The Republic welcome Sweden and their enigmatic striker to the Aviva Stadium on Friday evening for a game which could go a long way towards determining which, if either, of the sides has a chance of making it to the finals in Brazil next summer.
Ireland drew 0-0 in Stockholm in March on a night when the Paris St Germain star largely failed to live up to his billing.
However, Tardelli, manager Giovanni Trapattoni's assistant, knows only too well what Ibrahimovic can do and fears the consequences of failing to contain him.
Asked if a series of injury problems for the Swedes would benefit Ireland, he said: "I hope so - but the best player is on the pitch and I am very scared about him because he is a very good player.
"He is the first player in Sweden. Ibrahimovic, for us, I would prefer to stay out.
"Ibrahimovic is a player who, if he decides to play, he plays very well and scores goals.
"Sometimes it can happen that he doesn't play very well, but I would prefer to have him in my team, very much. He is in the top 10 players in the world, he can do everything."
The Republic, Sweden and Tuesday night's opponents Austria are currently locked in a tooth and nail battle for second place in Group C with leaders Germany five points clear of the developing scramble beneath them.
In the circumstances, defeat in Dublin is unthinkable for Trapattoni's men if they are to keep alive their hopes of qualification with a tough trip to Vienna to come.
Tardelli acknowledged that the double-header could make or break their campaign.
He said: "Yes, it's normal. I think we need to get four points. It's very important to keep our qualification hopes alive."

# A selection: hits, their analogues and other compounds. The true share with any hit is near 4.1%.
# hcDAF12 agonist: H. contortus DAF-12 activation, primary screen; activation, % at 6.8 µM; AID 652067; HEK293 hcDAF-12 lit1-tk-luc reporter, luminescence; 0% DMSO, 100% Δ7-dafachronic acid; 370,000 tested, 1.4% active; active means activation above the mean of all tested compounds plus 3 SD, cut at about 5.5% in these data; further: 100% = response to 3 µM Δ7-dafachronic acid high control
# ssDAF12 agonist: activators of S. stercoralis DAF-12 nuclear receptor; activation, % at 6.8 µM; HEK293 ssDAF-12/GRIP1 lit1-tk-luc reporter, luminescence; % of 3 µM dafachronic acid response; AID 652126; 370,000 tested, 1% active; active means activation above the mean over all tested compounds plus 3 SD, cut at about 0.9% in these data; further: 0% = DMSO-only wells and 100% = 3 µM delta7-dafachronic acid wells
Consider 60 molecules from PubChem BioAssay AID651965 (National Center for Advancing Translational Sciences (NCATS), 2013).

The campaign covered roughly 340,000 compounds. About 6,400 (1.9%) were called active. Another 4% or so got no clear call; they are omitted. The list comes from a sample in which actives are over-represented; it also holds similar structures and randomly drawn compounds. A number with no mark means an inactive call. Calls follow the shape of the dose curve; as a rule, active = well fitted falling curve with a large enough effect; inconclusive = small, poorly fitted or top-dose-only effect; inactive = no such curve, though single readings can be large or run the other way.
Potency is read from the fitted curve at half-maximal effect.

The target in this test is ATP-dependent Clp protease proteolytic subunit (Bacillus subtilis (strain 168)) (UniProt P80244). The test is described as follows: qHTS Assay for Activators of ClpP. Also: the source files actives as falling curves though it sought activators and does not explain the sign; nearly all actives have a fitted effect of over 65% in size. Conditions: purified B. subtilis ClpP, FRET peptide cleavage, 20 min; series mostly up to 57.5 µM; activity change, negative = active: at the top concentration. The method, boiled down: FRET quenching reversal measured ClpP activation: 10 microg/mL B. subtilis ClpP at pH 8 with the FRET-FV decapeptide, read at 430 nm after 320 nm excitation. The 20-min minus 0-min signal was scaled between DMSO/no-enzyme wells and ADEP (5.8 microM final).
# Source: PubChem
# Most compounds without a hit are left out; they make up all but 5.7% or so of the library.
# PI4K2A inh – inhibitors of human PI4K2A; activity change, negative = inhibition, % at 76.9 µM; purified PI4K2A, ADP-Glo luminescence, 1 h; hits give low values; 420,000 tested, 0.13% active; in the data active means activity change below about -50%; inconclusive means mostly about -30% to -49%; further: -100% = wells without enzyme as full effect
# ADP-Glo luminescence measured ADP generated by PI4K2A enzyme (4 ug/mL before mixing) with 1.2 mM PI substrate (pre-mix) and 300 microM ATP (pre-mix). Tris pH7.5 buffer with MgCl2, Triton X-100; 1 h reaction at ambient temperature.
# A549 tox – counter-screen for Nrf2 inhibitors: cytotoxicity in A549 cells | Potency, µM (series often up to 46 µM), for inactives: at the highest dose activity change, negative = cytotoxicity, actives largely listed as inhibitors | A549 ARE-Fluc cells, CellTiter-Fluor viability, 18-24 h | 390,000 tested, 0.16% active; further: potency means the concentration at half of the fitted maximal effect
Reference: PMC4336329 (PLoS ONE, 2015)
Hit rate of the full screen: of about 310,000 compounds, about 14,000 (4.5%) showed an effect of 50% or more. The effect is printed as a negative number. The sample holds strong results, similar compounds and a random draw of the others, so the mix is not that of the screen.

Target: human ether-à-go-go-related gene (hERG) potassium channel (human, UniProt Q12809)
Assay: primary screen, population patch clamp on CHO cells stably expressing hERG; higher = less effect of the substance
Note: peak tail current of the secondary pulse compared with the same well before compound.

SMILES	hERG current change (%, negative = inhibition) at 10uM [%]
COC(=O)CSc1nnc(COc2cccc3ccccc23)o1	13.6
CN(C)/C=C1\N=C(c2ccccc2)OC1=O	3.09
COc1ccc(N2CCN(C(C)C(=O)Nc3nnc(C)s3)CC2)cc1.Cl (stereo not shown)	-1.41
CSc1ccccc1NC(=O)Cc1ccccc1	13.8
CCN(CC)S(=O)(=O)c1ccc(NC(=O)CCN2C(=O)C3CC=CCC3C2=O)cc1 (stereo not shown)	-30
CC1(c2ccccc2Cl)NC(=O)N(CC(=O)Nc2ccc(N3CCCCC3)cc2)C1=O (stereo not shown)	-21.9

However, asked by a Swedish journalist how he expected those points to be delivered, he said: "Three against Sweden and three against Austria."
Trapattoni and his players began work in earnest in Malahide on Tuesday morning with the squad now fully assembled following the arrivals of skipper Robbie Keane and defender Darren O'Dea from America and Canada respectively, with James McCarthy also arriving following his big-money deadline day move to Everton from Wigan.
Shane Long was back in training too after he made a late, but ultimately unsuccessful, dash back across the Irish Sea as Hull attempted to lure him from West Brom.
Asked if the collapse of the proposed deal would adversely affect the striker, Tardelli said: "I don't think so. I think he will be fit for the match in his mind.
"He is happy. That's football. Sometimes it happens, sometimes not."
Tardelli was adamant too that experienced defender John O'Shea would suffer no ill-effects of a mauling by club manager Paolo Di Canio after Sunderland's 3-1 Barclays Premier League defeat at Crystal Palace.
The 32-year-old, who conceded a penalty and was sent off for a mistimed tackle, was singled out for particular attention as the Italian publicly tore into his team after the game.
Tardelli said: "John O'Shea is a good boy and a good player.
"I don't know why Di Canio spoke badly about him, but John O'Shea played for many years for Manchester United. Manchester United was a good school for him."
O'Shea seems a certain starter against Sweden, and he could be partnered in central defence by Richard Dunne, who is in line to make his first competitive appearance for his country since the Euro 2012 finals after missing all of last season through injury.
However, Trapattoni still has a doubt over left-back Marc Wilson, who sat out training once again on Tuesday with an ankle problem, while goalkeeper David Forde had only a partial involvement.
The Italian must also come up with a solution to winger Aiden McGeady's absence with Tardelli hinting that strikers Jon Walters and Simon Cox, who have played previously in wide midfield berths for Ireland, could be candidates to plug the gap.
- Sports & Recreation
- Giovanni Trapattoni